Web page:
Uncommonly beautiful people blowing smoke in black and white, first watched hungover and time poor after a night during which an ex-boyfriend spent several hours trying to talk me into smoking my first cigarette, and failed. Directed by Saam Farahmand, it’s a clever little comment on the prevalence of smoking in the fashion industry and it’s continued association with ‘cool’. I get it, really I do. There’s something very visually pleasing about smoking. It’s sort of sexy in a romantic, self destructive kind of way. Especially when done like this, or by a pretty bearded boy leaning against the side door of some bar while an equally attractive and hirsute young man thrashes a guitar inside. It’s just not for me.

I came across Tom Vek and this particular video a bit late, courtesy of a little research session for Shag’s Top 40 Show at the end of last year. As much as people love to whine about the proliferation of end of year reviews, they’re certainly good for catching up on music/books/miscellaneous cool shit you may have missed that year. I even went and made one for, though I refused to order it as I find the experience paralyses me with guilt. Yes, I’m aware that’s ridiculous.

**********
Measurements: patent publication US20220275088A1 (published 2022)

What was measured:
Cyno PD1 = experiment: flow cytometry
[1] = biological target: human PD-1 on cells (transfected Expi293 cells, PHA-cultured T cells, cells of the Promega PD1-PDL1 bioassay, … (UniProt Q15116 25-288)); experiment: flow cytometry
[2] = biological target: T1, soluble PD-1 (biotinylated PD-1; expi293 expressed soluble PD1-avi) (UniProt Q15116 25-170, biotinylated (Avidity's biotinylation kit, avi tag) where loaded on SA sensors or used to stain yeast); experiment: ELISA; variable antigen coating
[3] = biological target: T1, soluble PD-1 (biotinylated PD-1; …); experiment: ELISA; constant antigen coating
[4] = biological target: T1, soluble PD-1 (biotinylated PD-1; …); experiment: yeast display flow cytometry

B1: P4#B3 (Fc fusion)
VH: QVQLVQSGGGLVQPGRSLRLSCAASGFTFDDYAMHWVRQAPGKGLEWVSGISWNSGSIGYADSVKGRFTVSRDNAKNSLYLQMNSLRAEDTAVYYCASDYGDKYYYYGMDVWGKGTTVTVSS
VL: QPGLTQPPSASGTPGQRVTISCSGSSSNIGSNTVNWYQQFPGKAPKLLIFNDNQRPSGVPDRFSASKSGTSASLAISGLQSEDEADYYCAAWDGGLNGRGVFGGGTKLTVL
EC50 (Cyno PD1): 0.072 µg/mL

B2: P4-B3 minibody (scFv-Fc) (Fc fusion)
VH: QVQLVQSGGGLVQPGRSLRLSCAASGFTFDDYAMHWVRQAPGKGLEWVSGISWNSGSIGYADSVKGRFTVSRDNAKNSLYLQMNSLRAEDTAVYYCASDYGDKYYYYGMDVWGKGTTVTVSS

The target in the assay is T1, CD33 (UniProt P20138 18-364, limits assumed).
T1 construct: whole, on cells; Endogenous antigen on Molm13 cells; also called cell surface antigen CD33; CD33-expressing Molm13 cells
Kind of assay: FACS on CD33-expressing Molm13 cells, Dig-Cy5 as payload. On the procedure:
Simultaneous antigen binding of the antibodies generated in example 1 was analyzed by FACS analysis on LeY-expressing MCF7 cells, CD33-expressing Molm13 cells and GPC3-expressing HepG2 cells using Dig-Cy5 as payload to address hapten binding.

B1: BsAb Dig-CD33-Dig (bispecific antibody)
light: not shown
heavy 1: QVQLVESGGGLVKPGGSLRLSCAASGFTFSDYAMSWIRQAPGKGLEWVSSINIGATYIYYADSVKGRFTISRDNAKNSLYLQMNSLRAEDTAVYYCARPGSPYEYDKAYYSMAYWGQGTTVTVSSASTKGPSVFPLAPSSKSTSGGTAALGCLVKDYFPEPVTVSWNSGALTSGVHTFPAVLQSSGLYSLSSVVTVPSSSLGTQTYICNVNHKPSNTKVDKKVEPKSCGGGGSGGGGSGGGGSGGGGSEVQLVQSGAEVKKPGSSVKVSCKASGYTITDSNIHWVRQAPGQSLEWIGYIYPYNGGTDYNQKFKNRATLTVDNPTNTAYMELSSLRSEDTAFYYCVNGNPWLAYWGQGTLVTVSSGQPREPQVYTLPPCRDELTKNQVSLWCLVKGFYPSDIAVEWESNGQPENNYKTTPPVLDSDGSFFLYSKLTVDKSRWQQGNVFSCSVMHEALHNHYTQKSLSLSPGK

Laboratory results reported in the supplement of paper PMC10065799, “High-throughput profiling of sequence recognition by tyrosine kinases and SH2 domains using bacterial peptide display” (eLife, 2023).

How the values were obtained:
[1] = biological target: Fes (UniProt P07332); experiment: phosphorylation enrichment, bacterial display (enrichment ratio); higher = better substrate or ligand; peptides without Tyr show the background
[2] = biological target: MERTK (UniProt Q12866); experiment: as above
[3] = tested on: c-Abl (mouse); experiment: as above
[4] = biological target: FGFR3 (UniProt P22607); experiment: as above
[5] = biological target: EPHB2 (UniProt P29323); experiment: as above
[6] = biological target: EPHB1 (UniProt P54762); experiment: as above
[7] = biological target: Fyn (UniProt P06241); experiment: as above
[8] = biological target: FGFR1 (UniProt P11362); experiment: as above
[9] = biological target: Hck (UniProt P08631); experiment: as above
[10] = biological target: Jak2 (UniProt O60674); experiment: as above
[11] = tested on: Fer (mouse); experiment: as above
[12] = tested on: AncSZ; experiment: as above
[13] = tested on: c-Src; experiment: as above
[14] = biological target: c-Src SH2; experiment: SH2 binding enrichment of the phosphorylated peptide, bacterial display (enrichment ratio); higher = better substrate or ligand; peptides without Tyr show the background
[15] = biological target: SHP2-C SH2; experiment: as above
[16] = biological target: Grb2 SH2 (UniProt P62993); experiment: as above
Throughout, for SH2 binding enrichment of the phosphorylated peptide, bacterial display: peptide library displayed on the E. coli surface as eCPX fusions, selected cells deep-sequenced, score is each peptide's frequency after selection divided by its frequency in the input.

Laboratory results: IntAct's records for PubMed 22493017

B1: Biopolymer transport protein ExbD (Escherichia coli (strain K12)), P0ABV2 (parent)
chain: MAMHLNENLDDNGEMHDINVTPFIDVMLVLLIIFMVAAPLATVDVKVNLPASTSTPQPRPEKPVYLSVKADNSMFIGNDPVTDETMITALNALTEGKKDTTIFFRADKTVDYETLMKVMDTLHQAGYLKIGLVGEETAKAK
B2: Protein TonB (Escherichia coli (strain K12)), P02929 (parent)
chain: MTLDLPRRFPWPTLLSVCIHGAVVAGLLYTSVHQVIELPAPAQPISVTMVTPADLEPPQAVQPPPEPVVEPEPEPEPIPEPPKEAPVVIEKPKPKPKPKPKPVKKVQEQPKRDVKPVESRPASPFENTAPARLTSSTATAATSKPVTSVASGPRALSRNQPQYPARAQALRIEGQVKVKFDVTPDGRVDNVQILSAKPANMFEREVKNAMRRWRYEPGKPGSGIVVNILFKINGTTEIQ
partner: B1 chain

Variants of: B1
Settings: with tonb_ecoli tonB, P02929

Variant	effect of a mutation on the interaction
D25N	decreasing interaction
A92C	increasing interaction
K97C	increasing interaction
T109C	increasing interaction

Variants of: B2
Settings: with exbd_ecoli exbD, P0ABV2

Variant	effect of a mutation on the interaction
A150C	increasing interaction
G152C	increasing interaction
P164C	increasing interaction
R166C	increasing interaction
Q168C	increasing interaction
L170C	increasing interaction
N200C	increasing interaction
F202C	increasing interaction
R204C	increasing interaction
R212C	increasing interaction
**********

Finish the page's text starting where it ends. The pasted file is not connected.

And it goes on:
*Was that visual a little much? Sorry. I’ve been reading up on Riot Grrls and consuming Bukowski at an alarming rate and have since begun to wish I was a little more visceral and shocking in my writing. This will last only until I pick up some new reading material, I promise.

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Australian Women Writers Challenge 2012


Here’s one more thing to add to the list of things we’re going to do this year. Like most of the things to do this year it is writer-ly and daunting, although admittedly easier than it must have seemed to Heidi when I explained it wrong (‘So we’ll review TEN of the books in January. That’s how it works. Not crazy!’).

photo by Joel  (The Boy Wonder)

The Australian Women’s Writers Challenge is a way of counteracting the gender imbalance in the amount of attention Australian books get in reviews and social media. The National Year of Reading, which promises to be more fun than 2011, the National Year of Speaking and Listening, shouldn’t be all about how ace men are at making words into sentences with their testosterone-y talent. It should also be about Anna Funder and Chloe Hooper and all of the great things being written by Australian women.